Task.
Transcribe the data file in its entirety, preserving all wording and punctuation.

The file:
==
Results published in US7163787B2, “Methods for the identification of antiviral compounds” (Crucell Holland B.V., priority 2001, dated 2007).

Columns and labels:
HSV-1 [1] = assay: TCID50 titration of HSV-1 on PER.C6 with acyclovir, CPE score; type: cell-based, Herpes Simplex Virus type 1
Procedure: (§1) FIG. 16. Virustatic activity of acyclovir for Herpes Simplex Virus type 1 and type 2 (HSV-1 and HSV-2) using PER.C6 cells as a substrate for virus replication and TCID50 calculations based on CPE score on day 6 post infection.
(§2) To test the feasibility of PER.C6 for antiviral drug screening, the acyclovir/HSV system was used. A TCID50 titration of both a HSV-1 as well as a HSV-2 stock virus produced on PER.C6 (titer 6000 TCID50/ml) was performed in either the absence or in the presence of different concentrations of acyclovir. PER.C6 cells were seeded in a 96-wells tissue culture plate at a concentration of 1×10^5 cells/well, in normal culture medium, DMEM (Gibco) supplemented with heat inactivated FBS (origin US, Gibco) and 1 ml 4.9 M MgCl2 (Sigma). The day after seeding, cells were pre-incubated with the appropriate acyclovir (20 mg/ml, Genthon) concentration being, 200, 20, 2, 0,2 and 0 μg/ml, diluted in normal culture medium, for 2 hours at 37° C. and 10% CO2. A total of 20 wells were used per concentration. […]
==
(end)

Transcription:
Results published in US7163787B2, “Methods for the identification of antiviral compounds” (Crucell Holland B.V., priority 2001, dated 2007).

Columns and labels:
HSV-1 [1] = assay: TCID50 titration of HSV-1 on PER.C6 with acyclovir, CPE score; type: cell-based, Herpes Simplex Virus type 1
Procedure: (§1) FIG. 16. Virustatic activity of acyclovir for Herpes Simplex Virus type 1 and type 2 (HSV-1 and HSV-2) using PER.C6 cells as a substrate for virus replication and TCID50 calculations based on CPE score on day 6 post infection.
(§2) To test the feasibility of PER.C6 for antiviral drug screening, the acyclovir/HSV system was used. A TCID50 titration of both a HSV-1 as well as a HSV-2 stock virus produced on PER.C6 (titer 6000 TCID50/ml) was performed in either the absence or in the presence of different concentrations of acyclovir. PER.C6 cells were seeded in a 96-wells tissue culture plate at a concentration of 1×10^5 cells/well, in normal culture medium, DMEM (Gibco) supplemented with heat inactivated FBS (origin US, Gibco) and 1 ml 4.9 M MgCl2 (Sigma). The day after seeding, cells were pre-incubated with the appropriate acyclovir (20 mg/ml, Genthon) concentration being, 200, 20, 2, 0,2 and 0 μg/ml, diluted in normal culture medium, for 2 hours at 37° C. and 10% CO2. A total of 20 wells were used per concentration. […]